Twitter on Tuesday suspended the account of Richard Spencer, one of the leading voices of the alt-right movement, amid a wider crackdown on hate speech and cyberbullying. It also expanded the use of several existing tools and changed policies to make it easier for users to fight back against abuse and harassment.
Twitter suspended the accounts of Spencer, president of the National Policy Institute, a white nationalist think tank. It also suspended the account of the organization, as well as the accounts of its online magazine and Washington Summit Publishers, which is Spencer’s book publishing firm.
Spencer referred to the move as “corporate Stalinism.”
The suspensions and larger crackdown come amid an increase in reported hate crimes since the presidential election, which was praised by a number of alt-right groups while thousands of protesters took to the streets in cities across the country.
“The Twitter rules prohibit violent threats, harassment, hateful conduct and multiple account abuse, and we will take actions on accounts violating those policies,” a Twitter spokesperson told TechNewsWorld.
Twitter’s mute button, which allows users to block certain accounts, has been enhanced to allow users to block keywords, phrases and entire conversations they consider offensive, similar to the Unfollow feature on Facebook.
Who Ya Gonna Call?
The change comes months after the widely reported onslaught against Ghostbusters star and Saturday Night Live cast member Leslie Jones. After being bombarded by racist and sexist attacks, she temporarily unplugged her own Twitter account.
“Twitter provides an opportunity for users to have more control of their experience on the site,” said Zack Fuller, paid content analyst at Midia Research. “I expect the feature to be welcomed by the Twitter community.”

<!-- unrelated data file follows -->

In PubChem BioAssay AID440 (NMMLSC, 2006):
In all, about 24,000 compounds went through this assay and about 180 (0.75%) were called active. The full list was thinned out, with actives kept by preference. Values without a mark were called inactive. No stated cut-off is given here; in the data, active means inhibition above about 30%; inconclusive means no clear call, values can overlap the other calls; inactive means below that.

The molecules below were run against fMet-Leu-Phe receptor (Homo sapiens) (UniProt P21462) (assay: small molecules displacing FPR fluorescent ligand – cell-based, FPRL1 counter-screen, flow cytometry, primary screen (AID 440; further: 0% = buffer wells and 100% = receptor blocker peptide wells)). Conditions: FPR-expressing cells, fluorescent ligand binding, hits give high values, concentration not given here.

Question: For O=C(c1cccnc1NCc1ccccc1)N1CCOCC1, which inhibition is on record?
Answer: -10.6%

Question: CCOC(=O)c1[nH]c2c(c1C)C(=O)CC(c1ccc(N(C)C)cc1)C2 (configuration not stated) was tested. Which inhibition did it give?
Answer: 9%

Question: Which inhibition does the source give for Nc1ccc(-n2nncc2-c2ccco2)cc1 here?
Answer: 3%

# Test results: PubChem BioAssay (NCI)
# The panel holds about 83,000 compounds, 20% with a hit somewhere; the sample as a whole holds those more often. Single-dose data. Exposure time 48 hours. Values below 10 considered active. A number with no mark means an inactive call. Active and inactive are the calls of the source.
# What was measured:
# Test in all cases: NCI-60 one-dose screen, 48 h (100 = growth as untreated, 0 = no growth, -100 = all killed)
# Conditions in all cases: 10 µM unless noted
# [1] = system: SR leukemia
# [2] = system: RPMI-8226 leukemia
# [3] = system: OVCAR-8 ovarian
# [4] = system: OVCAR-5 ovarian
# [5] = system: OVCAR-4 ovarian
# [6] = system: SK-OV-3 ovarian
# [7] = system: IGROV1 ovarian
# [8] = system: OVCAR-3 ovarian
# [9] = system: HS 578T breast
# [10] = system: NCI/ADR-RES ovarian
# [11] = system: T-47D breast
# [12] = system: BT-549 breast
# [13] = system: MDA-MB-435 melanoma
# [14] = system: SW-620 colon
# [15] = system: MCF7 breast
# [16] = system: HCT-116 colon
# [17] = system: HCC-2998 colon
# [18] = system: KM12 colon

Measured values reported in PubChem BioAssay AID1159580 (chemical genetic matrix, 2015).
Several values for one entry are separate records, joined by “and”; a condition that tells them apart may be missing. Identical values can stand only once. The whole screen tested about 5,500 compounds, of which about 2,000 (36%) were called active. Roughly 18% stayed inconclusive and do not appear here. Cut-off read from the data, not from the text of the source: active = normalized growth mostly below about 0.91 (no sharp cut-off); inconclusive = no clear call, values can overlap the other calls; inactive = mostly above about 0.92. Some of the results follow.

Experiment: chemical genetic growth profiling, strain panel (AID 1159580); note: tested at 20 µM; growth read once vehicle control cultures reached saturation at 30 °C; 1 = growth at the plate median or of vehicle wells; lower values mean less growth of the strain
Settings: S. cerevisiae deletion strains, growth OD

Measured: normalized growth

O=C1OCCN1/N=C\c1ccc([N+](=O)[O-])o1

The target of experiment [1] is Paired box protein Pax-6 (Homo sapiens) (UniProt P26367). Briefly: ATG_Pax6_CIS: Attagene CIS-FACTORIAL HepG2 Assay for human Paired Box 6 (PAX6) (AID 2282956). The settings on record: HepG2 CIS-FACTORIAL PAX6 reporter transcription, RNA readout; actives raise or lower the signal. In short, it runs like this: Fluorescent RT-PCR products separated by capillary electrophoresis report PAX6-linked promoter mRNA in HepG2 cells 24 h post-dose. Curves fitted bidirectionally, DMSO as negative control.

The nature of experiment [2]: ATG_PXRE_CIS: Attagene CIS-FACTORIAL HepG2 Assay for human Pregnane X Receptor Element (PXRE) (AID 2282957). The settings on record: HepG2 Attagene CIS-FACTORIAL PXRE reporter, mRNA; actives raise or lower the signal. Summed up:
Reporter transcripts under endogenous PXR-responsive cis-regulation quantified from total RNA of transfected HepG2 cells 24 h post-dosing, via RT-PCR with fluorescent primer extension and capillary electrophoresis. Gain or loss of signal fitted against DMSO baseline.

The mute function for words and hashtags applies only to user notification, and the tweets will still show up in the timeline and via search, Twitter noted.
Twitter’s hateful conduct policy already bans conduct that targets users based on race, ethnicity, national origin, sexual orientation, gender, gender identity, religion, age, disability or disease. The new tools give users a more direct ability to report that type of abuse going forward.
Twitter has retrained all of its support teams on the cultural and historical context of hateful conduct, and it has implemented a refresher program.
The company had received feedback from users that “people didn’t always know where or if they could report hateful conduct, especially if not targeted at them personally,” Twitter spokesperson Brielle Villablanca told TechNewsWorld.
Policing hate speech on a social network can be difficult, because it begins to creep into activity that is considered censorship, noted Jim McGregor, principal analyst at Tirias Research.
“Eventually, artificial intelligence will make it easier,” he told TechNewsWorld, “but that is going to be further into the future — and even then, nothing is perfect, because AI needs to learn and adapt just like a human.”
Despite those concerns, cracking down on hate speech and abusive behavior will be important for social networks to avoid driving users away altogether.
Cyberbullying has been an ongoing problem on Twitter, Facebook and other social media platforms, and it reportedly was a factor in Twitter’s inability to find a buyer last month, when companies such as Salesforce, Disney and others considered making a bid for the company.